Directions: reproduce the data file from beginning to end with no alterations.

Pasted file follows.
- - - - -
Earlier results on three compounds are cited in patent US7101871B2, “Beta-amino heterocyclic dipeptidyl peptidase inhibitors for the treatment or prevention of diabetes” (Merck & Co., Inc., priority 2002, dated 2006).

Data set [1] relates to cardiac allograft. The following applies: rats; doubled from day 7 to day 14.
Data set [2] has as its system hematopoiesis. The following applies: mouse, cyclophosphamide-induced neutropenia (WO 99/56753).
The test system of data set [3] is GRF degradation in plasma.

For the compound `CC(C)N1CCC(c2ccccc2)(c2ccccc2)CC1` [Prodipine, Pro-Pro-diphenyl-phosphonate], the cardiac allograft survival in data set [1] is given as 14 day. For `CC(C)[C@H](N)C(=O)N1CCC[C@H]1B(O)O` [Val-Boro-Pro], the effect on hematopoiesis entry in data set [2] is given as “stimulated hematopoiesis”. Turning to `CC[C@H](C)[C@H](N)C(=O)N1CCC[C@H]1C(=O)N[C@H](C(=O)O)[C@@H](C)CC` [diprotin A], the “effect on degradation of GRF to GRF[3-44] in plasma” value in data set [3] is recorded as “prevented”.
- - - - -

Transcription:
Earlier results on three compounds are cited in patent US7101871B2, “Beta-amino heterocyclic dipeptidyl peptidase inhibitors for the treatment or prevention of diabetes” (Merck & Co., Inc., priority 2002, dated 2006).

Data set [1] relates to cardiac allograft. The following applies: rats; doubled from day 7 to day 14.
Data set [2] has as its system hematopoiesis. The following applies: mouse, cyclophosphamide-induced neutropenia (WO 99/56753).
The test system of data set [3] is GRF degradation in plasma.

For the compound `CC(C)N1CCC(c2ccccc2)(c2ccccc2)CC1` [Prodipine, Pro-Pro-diphenyl-phosphonate], the cardiac allograft survival in data set [1] is given as 14 day. For `CC(C)[C@H](N)C(=O)N1CCC[C@H]1B(O)O` [Val-Boro-Pro], the effect on hematopoiesis entry in data set [2] is given as “stimulated hematopoiesis”. Turning to `CC[C@H](C)[C@H](N)C(=O)N1CCC[C@H]1C(=O)N[C@H](C(=O)O)[C@@H](C)CC` [diprotin A], the “effect on degradation of GRF to GRF[3-44] in plasma” value in data set [3] is recorded as “prevented”.